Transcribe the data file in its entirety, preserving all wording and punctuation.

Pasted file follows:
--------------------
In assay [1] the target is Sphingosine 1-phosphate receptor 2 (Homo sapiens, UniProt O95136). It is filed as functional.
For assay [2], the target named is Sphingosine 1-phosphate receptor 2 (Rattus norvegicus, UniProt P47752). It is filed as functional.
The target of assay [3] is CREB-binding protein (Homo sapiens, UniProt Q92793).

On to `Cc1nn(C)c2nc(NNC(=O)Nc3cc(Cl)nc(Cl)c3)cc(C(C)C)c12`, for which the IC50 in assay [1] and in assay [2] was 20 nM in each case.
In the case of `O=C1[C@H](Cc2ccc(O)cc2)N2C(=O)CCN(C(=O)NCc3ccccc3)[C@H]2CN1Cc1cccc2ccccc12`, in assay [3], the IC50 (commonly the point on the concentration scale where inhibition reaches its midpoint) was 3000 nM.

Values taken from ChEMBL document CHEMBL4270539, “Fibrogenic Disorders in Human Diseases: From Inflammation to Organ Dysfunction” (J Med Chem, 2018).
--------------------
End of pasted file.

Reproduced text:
In assay [1] the target is Sphingosine 1-phosphate receptor 2 (Homo sapiens, UniProt O95136). It is filed as functional.
For assay [2], the target named is Sphingosine 1-phosphate receptor 2 (Rattus norvegicus, UniProt P47752). It is filed as functional.
The target of assay [3] is CREB-binding protein (Homo sapiens, UniProt Q92793).

On to `Cc1nn(C)c2nc(NNC(=O)Nc3cc(Cl)nc(Cl)c3)cc(C(C)C)c12`, for which the IC50 in assay [1] and in assay [2] was 20 nM in each case.
In the case of `O=C1[C@H](Cc2ccc(O)cc2)N2C(=O)CCN(C(=O)NCc3ccccc3)[C@H]2CN1Cc1cccc2ccccc12`, in assay [3], the IC50 (commonly the point on the concentration scale where inhibition reaches its midpoint) was 3000 nM.

Values taken from ChEMBL document CHEMBL4270539, “Fibrogenic Disorders in Human Diseases: From Inflammation to Organ Dysfunction” (J Med Chem, 2018).